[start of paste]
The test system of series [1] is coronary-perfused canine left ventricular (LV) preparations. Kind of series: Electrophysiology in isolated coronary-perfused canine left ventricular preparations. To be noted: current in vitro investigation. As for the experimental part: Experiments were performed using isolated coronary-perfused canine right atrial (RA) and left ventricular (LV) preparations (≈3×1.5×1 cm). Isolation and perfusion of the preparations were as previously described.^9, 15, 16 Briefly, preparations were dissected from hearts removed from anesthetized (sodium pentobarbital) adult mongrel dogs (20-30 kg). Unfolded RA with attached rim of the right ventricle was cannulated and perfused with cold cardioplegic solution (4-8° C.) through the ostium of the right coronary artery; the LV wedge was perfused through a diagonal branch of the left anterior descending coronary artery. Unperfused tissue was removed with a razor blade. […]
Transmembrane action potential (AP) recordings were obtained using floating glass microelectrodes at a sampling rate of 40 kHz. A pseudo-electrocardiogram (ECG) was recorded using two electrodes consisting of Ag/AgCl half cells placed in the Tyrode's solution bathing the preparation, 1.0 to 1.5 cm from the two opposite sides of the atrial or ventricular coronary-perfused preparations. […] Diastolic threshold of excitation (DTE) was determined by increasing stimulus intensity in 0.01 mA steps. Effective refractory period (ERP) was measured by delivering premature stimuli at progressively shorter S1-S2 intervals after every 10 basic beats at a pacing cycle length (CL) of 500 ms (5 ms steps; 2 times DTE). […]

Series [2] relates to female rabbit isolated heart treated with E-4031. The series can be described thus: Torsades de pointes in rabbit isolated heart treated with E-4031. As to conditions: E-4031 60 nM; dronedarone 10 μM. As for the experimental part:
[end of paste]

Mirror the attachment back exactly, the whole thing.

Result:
The test system of series [1] is coronary-perfused canine left ventricular (LV) preparations. Kind of series: Electrophysiology in isolated coronary-perfused canine left ventricular preparations. To be noted: current in vitro investigation. As for the experimental part: Experiments were performed using isolated coronary-perfused canine right atrial (RA) and left ventricular (LV) preparations (≈3×1.5×1 cm). Isolation and perfusion of the preparations were as previously described.^9, 15, 16 Briefly, preparations were dissected from hearts removed from anesthetized (sodium pentobarbital) adult mongrel dogs (20-30 kg). Unfolded RA with attached rim of the right ventricle was cannulated and perfused with cold cardioplegic solution (4-8° C.) through the ostium of the right coronary artery; the LV wedge was perfused through a diagonal branch of the left anterior descending coronary artery. Unperfused tissue was removed with a razor blade. […]
Transmembrane action potential (AP) recordings were obtained using floating glass microelectrodes at a sampling rate of 40 kHz. A pseudo-electrocardiogram (ECG) was recorded using two electrodes consisting of Ag/AgCl half cells placed in the Tyrode's solution bathing the preparation, 1.0 to 1.5 cm from the two opposite sides of the atrial or ventricular coronary-perfused preparations. […] Diastolic threshold of excitation (DTE) was determined by increasing stimulus intensity in 0.01 mA steps. Effective refractory period (ERP) was measured by delivering premature stimuli at progressively shorter S1-S2 intervals after every 10 basic beats at a pacing cycle length (CL) of 500 ms (5 ms steps; 2 times DTE). […]

Series [2] relates to female rabbit isolated heart treated with E-4031. The series can be described thus: Torsades de pointes in rabbit isolated heart treated with E-4031. As to conditions: E-4031 60 nM; dronedarone 10 μM. As for the experimental part: